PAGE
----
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. Last Updated: 07/27/2016

Iranian Arms-Shopping Spree Coincides With Sharon Visit

Israeli Prime Minister Ariel Sharon flies to Moscow this week for talks on the Middle East crisis and the defense minister of regional rival Iran arrives with a shopping list topped by state-of-the-art Russian arms.

Sharon, who arrives Monday, has announced no plans to meet Iran's Admiral Ali Shamkhani during their extended stays in the Russian capital.

Shamkhani's trip is about "military-technical cooperation," say officials. That is code for arms sales.

Ilya Klebanov, the deputy prime minister who oversees Russia's military-industrial complex, said Moscow had no plans to sell the Islamic republic offensive weapons, a reference to U.S. concern at Moscow's renewal of arms sales to Tehran. "In any event, conversations will only concern defensive weapons ? air defense and conventional weapons," Klebanov told Interfax.

An Itar-Tass commentary said Iran could spend $7 billion to $10 billion revamping its aging military hardware. Shamkhani was most interested in warplanes, attack helicopters, anti-aircraft missile systems and high-tech rocket systems.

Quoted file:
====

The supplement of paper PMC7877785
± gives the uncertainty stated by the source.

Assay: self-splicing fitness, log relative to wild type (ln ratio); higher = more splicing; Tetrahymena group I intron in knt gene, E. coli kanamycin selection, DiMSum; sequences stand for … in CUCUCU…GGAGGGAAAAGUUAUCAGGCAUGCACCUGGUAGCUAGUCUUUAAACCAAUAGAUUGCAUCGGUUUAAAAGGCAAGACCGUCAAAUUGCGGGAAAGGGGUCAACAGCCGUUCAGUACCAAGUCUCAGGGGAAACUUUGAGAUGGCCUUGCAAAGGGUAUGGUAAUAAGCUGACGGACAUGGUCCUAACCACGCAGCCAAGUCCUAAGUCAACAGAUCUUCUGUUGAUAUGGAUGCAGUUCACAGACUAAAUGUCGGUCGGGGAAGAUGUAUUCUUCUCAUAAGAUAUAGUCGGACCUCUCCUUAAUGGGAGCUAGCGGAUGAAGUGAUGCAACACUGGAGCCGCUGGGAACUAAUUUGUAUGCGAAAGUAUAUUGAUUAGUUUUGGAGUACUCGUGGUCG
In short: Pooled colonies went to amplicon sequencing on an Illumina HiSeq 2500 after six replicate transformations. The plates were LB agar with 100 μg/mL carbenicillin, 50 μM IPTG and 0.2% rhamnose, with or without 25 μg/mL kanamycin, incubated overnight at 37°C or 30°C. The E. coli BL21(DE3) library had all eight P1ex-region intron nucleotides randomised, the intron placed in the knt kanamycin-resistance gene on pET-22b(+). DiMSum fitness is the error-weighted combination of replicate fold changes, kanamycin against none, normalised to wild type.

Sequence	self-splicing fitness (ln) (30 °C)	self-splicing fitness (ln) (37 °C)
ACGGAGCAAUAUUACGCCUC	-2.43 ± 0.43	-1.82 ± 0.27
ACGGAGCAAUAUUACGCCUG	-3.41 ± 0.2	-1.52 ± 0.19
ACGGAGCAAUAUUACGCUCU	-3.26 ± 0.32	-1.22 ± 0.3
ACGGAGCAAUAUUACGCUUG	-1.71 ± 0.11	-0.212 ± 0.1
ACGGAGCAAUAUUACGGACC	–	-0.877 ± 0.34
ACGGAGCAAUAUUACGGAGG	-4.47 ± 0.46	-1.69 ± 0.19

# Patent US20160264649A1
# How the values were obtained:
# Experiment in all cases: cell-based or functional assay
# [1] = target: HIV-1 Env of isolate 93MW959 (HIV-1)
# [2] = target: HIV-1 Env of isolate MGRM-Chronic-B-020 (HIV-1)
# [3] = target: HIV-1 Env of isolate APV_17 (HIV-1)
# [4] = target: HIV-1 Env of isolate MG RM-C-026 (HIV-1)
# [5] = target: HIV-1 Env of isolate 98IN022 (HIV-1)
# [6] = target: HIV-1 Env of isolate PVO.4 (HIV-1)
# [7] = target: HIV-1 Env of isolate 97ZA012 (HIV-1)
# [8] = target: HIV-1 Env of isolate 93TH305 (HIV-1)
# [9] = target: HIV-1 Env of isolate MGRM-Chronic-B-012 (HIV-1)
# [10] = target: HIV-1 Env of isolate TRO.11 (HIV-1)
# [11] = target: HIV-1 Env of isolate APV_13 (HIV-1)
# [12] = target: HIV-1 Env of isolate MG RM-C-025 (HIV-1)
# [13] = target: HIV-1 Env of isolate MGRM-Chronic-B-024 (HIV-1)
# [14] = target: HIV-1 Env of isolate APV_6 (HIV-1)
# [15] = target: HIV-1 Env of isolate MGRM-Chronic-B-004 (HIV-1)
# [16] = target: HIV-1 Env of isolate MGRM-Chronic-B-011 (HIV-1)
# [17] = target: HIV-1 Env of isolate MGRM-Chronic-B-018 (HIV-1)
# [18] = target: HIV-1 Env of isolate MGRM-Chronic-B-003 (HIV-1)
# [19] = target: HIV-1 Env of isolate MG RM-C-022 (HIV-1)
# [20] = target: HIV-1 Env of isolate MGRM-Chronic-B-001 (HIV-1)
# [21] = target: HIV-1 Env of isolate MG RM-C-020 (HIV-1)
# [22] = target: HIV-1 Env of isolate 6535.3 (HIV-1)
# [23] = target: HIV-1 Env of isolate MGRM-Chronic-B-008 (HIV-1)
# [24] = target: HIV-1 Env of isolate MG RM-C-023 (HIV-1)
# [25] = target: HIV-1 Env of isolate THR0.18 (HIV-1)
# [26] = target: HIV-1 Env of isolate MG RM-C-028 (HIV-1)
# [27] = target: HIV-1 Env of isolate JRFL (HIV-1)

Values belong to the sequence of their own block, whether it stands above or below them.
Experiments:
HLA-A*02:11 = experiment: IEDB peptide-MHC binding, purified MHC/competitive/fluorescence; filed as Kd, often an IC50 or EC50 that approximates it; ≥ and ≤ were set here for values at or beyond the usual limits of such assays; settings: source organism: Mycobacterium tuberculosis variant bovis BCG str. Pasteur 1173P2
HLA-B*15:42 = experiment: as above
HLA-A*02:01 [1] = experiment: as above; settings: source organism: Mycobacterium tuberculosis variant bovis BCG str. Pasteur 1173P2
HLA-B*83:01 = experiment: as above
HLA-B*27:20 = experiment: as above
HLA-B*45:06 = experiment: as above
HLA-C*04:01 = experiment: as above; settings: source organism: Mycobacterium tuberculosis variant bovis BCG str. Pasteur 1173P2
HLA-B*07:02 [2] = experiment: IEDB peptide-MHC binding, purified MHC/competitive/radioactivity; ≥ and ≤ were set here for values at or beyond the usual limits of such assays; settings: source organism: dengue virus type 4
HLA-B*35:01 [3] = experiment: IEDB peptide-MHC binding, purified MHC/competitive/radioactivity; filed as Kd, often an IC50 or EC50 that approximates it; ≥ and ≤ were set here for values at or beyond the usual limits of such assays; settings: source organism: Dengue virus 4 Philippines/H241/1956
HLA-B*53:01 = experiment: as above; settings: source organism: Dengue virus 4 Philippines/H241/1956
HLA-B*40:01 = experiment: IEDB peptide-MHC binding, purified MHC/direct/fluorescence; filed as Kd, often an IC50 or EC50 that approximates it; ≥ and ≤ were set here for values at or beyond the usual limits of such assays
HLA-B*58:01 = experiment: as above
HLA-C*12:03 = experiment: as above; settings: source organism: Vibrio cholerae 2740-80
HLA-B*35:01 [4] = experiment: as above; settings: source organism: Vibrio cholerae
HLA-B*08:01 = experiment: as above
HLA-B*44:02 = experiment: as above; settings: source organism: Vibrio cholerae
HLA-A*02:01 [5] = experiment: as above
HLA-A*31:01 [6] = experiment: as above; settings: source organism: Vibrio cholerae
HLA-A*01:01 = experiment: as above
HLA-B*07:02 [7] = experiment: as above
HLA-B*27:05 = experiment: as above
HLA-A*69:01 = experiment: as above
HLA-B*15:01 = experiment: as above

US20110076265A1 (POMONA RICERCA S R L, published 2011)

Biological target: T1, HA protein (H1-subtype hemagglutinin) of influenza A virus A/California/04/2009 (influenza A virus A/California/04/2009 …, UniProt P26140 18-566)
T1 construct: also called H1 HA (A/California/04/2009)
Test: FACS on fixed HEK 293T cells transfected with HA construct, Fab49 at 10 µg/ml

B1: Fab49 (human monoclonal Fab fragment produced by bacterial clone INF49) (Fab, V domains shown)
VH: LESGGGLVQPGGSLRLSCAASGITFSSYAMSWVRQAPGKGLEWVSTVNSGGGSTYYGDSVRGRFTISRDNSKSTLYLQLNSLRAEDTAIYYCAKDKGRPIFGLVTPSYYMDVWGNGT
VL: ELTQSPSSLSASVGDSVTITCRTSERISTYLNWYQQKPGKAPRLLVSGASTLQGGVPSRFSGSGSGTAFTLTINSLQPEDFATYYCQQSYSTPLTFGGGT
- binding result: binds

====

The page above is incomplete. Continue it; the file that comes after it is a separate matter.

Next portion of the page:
Andrei Piontkovsky, director of Moscow's Centre of Strategic Research, said the simultaneous visits underlined the incoherence of Russian diplomacy.

"It does emphasize the promiscuity of Russian foreign policy," he said. Cosying up to Iran risked jeopardize a more important relationship ? that with the United States.

Independent defense analyst Pavel Felgenhauer said both Iran and Israel had reasons to befriend Russia ? a turn-around from the Cold War era when the Soviet Union armed Israel's Arab foes and the Shah of Iran was a U.S. ally.

"For obvious reasons, Israel feels itself increasingly isolated and believes that Russia will be sympathetic. And Israel needs all the sympathy it can get right now," he said.

Iran wanted the right to produce weapons under Russian license, he said. Defense contracts could be worth up to $500 million annually for a number of years.